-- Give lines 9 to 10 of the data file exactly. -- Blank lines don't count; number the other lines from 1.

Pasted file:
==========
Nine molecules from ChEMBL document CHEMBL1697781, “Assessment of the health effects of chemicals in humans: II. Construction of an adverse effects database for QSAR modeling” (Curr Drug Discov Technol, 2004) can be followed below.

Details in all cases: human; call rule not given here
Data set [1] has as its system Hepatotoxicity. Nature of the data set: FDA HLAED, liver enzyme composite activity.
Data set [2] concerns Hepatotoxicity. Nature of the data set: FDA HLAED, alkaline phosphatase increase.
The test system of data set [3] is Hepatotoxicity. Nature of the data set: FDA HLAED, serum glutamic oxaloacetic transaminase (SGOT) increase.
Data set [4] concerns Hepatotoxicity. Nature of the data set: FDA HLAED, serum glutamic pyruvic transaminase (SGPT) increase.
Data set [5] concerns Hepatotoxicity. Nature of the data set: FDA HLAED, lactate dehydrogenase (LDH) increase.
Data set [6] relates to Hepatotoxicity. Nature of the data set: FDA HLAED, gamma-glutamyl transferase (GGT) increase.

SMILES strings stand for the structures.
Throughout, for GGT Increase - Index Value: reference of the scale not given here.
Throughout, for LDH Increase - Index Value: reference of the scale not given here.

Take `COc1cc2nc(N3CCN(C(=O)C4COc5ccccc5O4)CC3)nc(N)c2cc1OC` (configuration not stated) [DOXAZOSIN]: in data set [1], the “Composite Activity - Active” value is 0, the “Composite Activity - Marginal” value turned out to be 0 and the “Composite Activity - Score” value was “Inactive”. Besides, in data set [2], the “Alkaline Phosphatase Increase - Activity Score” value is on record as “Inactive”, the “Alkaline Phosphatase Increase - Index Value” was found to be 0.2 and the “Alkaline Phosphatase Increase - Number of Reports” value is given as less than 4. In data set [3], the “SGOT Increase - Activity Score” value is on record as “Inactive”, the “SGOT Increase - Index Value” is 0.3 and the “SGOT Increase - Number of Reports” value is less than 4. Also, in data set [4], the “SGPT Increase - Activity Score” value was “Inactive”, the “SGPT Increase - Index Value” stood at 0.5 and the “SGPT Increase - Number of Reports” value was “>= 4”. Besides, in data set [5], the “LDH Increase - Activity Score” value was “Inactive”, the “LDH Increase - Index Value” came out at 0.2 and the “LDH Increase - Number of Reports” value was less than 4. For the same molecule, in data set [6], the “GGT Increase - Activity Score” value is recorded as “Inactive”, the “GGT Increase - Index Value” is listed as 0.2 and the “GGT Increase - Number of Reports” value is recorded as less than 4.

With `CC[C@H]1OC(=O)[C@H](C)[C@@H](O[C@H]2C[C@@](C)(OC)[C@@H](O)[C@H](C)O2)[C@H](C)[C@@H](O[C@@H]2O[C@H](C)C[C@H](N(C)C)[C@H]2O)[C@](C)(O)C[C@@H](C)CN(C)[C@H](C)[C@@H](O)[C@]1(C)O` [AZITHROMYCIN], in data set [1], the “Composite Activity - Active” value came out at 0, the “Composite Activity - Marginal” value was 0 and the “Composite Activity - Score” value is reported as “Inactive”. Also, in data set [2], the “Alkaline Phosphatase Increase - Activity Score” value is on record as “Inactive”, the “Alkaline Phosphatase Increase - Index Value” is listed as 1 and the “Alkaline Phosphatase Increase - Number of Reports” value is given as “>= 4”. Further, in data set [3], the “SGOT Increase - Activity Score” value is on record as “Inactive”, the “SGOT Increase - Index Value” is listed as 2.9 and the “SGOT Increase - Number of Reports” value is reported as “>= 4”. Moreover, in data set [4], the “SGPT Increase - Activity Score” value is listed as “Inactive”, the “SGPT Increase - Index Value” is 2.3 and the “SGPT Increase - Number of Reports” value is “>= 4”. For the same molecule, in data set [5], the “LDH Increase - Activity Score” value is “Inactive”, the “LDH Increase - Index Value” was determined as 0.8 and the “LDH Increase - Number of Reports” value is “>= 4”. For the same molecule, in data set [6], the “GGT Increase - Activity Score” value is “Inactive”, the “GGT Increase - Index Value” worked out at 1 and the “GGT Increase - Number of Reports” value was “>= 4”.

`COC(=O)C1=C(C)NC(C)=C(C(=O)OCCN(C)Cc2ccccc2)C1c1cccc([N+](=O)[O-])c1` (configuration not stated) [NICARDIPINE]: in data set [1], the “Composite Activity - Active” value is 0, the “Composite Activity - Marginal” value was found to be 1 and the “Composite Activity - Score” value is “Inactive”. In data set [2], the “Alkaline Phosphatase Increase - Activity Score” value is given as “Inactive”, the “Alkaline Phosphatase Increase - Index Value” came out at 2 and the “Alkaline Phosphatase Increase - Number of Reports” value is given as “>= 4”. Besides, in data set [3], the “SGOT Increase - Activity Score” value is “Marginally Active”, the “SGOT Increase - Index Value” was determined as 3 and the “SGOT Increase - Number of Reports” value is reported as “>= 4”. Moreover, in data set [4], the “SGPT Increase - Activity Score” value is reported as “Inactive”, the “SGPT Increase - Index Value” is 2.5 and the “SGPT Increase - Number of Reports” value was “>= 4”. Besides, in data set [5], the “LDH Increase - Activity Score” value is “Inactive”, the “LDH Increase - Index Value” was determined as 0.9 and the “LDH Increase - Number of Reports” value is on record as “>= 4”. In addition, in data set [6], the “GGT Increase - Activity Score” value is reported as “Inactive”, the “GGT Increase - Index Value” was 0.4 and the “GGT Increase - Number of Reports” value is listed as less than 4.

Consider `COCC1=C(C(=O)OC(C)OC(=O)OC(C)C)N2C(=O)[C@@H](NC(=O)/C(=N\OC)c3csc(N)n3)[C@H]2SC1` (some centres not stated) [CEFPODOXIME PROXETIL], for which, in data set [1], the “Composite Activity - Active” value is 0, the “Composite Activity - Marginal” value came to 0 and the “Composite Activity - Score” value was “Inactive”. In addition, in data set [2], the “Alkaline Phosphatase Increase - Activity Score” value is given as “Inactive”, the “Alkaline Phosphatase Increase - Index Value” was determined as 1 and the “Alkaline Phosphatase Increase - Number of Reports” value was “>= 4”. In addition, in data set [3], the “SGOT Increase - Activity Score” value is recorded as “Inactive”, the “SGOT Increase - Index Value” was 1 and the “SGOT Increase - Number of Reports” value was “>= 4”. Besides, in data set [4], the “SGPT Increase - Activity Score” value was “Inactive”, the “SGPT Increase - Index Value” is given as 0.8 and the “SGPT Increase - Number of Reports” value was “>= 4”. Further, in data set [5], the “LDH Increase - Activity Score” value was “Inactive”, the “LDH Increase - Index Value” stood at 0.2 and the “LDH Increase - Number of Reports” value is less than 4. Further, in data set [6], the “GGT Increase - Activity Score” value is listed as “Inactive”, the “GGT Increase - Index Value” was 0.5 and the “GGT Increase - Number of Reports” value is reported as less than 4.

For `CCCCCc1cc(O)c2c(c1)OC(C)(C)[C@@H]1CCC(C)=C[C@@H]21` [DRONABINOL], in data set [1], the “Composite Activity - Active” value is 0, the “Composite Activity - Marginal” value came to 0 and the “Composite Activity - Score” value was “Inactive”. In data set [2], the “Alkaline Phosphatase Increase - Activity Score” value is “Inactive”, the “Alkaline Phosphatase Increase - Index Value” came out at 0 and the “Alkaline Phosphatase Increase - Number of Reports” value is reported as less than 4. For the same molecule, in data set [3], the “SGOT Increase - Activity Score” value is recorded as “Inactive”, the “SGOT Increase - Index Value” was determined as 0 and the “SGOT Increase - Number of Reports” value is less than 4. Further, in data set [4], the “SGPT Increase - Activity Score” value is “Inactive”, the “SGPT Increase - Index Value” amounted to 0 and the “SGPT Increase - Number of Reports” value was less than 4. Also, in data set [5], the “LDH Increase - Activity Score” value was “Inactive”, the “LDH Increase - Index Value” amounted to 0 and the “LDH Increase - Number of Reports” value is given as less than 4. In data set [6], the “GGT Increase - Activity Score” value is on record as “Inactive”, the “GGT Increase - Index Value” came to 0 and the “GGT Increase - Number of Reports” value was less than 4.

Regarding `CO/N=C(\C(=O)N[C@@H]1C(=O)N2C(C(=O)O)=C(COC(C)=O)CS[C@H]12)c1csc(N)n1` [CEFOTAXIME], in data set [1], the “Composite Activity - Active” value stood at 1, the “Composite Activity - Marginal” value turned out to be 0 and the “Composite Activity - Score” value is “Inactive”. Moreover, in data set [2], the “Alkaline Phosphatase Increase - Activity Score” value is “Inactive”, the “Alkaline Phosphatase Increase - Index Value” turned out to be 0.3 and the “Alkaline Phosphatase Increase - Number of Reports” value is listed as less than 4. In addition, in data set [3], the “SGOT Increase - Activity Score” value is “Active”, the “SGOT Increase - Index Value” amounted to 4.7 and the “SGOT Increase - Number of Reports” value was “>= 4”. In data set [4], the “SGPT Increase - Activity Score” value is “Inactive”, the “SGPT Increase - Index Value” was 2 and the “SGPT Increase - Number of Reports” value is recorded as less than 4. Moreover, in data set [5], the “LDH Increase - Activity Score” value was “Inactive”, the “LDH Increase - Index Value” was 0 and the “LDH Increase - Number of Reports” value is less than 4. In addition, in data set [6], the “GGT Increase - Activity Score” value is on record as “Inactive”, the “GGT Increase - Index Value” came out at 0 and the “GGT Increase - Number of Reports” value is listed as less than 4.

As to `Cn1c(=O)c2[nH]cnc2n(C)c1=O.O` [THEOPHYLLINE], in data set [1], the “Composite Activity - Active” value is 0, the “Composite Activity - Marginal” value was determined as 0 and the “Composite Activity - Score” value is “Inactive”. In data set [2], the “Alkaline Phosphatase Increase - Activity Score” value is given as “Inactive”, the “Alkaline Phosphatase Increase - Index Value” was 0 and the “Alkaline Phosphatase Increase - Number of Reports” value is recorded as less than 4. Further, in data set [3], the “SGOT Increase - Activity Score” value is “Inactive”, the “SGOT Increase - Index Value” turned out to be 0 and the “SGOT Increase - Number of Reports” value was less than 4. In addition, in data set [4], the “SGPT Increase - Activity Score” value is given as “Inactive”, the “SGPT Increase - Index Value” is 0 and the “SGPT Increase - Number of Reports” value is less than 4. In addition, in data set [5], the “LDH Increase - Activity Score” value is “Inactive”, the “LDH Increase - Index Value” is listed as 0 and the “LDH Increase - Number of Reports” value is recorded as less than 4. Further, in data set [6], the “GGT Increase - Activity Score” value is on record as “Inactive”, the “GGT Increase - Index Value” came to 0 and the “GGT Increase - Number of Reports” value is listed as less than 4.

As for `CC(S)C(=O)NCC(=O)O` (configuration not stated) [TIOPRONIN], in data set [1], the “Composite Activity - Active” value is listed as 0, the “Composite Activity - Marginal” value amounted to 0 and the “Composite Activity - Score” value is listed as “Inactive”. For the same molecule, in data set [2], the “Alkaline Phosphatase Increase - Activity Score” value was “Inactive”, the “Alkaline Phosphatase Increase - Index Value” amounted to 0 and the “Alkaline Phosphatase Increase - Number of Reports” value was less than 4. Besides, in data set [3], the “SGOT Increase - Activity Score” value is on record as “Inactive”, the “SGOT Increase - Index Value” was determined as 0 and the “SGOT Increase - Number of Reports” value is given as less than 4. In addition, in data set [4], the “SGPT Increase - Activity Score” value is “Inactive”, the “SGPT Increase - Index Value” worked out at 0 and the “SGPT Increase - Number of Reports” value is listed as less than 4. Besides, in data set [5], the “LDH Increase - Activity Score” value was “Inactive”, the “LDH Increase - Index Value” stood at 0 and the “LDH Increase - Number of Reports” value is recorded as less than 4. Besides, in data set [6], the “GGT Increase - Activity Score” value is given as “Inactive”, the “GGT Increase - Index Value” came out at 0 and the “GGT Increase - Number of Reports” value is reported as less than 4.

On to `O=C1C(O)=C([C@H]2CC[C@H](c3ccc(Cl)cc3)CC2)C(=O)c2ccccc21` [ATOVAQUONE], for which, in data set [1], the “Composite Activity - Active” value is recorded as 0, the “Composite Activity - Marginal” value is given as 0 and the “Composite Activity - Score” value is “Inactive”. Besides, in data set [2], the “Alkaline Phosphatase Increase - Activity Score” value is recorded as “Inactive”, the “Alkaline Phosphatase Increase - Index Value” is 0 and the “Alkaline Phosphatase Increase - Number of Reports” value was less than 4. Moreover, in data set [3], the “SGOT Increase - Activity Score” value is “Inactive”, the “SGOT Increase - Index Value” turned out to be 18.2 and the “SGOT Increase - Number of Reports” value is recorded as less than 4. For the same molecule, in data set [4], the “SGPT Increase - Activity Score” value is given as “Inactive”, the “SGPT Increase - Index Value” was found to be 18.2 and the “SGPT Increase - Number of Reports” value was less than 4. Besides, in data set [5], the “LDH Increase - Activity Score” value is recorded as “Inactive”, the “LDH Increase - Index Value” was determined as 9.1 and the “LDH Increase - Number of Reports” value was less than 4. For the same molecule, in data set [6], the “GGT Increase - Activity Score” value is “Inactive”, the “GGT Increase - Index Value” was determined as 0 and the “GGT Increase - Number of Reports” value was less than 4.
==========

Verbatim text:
SMILES strings stand for the structures.
Throughout, for GGT Increase - Index Value: reference of the scale not given here.